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The Science of Wine Tasting

by Staff Writer - B. Shaughnessy | February 09, 2012

Much can be written about the proper way in which to taste wine. Expert wine connoisseurs have developed their wine tasting abilities and can accurately relate wine details during blind wine tasting sessions. This is an impressive talent and can only be achieved by years of practice as well as an attention to specific wine tasting procedures. It is important to note the development of these abilities, because they fall outside the scope of this article. The main purpose of this article is to focus on the technology and procedures used by the expert wine connoisseur for the purposes of wine tasting.

Before wine tasting can begin, it is important to ensure that the wine is properly prepared and that any special equipment is available for the taster. Preparing for the tasting includes making sure that the wine is at the proper temperature, that the wine has been properly decanted and that the proper glasses are available for the taster.

With respect to the temperature of wine, the proper tasting temperature is absolutely critical for accurate wine tasting. White wines must be sampled cool at around 46deg F (8deg C) to 50deg F (10deg C). Concerning red wines, samples must be tasted at around 59deg F (15deg C) to 64deg F (18deg C). Even with these guidelines, individuals take temperatures to the extreme. It is not uncommon for white wines to be served at a cold numbing temperature while red wines are served at an uncharacteristically hot temperature.

White wines served at too cool a temperature are not suited for accurate wine tasting. The necessary aromas are not released and specific taste buds within the mouth are numbed by the extreme coolness of the wine. Conversely, white wines served to hot bring out all the faults within the wine. If one wanted to eliminate poor white wines, one could taste white wines at a higher temperature. In this instance various white wine faults would be easy to detect.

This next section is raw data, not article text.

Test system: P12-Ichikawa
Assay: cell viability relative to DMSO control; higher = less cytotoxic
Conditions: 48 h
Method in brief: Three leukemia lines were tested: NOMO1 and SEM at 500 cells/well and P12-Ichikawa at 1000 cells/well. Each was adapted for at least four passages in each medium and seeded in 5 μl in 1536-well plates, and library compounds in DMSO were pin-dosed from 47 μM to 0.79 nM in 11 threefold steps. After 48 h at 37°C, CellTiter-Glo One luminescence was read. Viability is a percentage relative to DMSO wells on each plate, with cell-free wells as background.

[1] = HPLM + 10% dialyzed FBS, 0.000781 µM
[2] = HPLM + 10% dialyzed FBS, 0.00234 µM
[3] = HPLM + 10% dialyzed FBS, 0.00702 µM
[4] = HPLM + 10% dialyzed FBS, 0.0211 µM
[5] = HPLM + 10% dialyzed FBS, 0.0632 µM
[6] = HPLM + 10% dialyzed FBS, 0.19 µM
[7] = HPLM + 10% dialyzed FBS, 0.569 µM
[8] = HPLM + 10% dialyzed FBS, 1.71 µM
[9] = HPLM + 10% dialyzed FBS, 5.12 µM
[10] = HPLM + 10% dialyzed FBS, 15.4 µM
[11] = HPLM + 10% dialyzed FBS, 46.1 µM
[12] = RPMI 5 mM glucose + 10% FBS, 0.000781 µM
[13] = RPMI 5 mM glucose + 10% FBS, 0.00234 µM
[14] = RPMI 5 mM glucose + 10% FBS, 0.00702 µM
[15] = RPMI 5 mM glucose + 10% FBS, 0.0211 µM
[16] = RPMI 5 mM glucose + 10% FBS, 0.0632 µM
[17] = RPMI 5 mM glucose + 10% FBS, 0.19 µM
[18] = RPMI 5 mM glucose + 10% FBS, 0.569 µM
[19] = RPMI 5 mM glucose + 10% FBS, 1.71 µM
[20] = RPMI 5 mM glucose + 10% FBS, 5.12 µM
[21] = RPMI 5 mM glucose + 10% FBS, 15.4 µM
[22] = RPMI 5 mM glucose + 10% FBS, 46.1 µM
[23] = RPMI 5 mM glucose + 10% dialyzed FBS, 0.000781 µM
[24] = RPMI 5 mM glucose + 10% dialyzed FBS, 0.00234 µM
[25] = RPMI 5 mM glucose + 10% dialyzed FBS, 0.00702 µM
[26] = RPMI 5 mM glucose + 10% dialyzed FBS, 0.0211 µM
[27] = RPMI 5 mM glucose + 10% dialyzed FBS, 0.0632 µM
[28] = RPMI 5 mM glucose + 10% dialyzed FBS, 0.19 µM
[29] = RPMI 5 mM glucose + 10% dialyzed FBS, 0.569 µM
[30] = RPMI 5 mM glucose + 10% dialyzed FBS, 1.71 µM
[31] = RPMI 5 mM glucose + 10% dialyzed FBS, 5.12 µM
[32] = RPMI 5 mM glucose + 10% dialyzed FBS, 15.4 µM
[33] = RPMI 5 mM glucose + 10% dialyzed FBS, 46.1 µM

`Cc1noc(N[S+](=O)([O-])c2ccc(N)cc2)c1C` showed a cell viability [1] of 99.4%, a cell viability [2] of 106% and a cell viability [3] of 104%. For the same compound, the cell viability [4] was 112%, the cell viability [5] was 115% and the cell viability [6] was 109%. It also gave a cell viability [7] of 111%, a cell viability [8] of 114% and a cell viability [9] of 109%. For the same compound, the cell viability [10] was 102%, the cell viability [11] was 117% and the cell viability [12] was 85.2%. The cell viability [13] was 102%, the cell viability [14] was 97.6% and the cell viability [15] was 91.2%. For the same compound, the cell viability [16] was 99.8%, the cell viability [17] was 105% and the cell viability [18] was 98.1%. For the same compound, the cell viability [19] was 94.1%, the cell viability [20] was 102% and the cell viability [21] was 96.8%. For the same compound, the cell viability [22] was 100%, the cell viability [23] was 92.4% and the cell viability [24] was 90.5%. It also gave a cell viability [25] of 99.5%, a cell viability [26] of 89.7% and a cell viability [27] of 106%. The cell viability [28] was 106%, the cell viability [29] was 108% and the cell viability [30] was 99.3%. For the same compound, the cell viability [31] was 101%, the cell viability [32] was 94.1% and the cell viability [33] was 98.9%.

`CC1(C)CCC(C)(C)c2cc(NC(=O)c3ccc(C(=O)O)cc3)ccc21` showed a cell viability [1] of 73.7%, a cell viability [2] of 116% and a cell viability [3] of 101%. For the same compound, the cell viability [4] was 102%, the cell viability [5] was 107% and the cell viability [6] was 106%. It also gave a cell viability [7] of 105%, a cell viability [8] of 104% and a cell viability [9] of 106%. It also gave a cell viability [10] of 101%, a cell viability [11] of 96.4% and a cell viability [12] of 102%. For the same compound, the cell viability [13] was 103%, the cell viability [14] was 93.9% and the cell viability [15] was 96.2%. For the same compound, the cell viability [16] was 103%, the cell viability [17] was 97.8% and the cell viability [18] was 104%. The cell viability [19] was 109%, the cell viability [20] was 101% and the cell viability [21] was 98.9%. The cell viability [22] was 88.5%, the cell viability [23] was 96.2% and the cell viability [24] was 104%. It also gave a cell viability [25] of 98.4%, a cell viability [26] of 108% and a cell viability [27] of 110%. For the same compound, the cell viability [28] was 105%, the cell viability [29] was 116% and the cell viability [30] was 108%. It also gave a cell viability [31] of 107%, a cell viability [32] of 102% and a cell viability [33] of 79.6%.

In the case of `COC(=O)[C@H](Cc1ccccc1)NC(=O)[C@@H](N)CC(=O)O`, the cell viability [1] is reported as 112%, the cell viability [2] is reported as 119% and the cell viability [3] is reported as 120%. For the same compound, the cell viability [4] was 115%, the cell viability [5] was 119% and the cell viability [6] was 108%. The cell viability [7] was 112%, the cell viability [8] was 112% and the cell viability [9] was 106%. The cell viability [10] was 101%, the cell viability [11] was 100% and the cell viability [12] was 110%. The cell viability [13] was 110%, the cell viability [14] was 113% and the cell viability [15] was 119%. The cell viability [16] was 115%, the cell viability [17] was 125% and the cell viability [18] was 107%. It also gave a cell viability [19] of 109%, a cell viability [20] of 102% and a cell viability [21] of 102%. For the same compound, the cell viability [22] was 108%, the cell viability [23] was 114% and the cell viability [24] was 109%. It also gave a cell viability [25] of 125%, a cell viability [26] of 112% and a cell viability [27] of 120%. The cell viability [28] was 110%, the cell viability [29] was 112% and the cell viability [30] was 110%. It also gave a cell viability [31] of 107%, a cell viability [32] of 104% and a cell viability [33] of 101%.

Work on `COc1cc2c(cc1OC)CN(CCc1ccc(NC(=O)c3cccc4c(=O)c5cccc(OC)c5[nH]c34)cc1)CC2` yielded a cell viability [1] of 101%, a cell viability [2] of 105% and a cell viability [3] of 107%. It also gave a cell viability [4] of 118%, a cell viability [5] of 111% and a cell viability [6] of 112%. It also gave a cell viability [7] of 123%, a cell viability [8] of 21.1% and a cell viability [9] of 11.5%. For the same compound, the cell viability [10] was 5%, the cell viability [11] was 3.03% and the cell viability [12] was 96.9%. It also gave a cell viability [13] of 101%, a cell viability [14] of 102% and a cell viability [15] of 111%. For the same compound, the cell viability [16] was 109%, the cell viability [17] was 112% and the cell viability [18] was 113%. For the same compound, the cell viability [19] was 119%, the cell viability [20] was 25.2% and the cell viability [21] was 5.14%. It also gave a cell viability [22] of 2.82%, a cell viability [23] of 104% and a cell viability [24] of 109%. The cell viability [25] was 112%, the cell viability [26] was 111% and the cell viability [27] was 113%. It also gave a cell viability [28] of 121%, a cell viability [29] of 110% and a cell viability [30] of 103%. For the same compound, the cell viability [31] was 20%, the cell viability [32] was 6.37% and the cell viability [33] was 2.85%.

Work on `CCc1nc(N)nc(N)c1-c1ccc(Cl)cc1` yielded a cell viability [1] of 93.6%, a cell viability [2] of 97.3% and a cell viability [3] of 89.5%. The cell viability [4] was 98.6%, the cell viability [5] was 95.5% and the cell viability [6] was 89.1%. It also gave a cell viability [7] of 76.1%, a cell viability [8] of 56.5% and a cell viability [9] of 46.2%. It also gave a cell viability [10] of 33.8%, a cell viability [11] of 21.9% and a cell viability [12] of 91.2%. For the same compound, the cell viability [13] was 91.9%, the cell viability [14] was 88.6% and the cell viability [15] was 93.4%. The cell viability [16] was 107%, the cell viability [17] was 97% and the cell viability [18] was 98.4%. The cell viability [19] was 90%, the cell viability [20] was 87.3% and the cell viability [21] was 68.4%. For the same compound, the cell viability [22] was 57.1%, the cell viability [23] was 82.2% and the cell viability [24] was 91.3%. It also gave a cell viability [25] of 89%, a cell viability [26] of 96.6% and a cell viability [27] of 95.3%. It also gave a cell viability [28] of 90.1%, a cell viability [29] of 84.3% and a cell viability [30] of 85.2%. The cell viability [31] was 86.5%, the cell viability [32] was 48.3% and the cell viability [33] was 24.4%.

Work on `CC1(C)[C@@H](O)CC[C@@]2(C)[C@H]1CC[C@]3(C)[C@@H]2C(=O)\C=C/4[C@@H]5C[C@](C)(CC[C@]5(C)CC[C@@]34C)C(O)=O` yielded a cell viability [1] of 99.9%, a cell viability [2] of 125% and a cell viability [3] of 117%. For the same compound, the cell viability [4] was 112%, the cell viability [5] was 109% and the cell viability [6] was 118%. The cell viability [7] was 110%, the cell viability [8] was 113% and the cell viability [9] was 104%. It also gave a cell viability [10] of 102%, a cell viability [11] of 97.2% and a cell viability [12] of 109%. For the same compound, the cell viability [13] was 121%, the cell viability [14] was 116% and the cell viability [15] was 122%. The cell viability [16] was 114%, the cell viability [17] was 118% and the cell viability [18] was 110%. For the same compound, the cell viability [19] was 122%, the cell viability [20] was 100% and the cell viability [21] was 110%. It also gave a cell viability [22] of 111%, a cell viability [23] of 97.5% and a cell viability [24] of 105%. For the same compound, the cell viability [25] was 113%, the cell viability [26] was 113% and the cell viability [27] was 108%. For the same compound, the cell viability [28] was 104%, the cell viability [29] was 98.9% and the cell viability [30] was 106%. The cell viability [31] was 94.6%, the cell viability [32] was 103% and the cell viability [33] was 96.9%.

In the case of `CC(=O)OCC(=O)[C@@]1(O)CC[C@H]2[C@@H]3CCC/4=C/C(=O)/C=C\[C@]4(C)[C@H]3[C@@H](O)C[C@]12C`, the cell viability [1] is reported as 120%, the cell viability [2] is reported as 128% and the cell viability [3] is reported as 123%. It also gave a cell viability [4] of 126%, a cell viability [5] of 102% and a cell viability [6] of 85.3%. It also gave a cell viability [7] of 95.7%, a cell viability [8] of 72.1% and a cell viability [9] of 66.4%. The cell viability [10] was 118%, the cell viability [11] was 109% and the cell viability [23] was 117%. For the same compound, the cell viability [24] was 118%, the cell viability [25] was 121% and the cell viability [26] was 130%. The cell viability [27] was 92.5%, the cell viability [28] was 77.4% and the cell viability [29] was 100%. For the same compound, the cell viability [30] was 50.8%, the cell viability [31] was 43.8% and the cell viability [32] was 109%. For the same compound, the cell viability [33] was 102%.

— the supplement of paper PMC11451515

As with white wines, red wines have a specific range for tasting. When a red wine overheats, a large portion of the alcohol will become volatile and ruin the bouquet of the wine. In addition to this phenomenon, red wine at higher temperatures tends to become unbalanced.

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In addition to the proper temperature of wine, proper decanting is necessary to prepare the wine for tasting. It is recognized that upon opening a bottle of wine, the ingress of oxygen unlocks certain tastes and aromas found within the wine. Thus, the best way to expose the wine to oxygen is to decant the wine. The process of decanting involves transferring the wine from its packaging medium into a special container. Decanting the wine is used as a method of separating the wine from sediments found within the bottle. In addition to this, decanting also increases the surface area with respect to oxygen and thus aids in aeration. This can be viewed by the small surface area located in the neck of the wine bottle when compared to the large surface area of many decanters.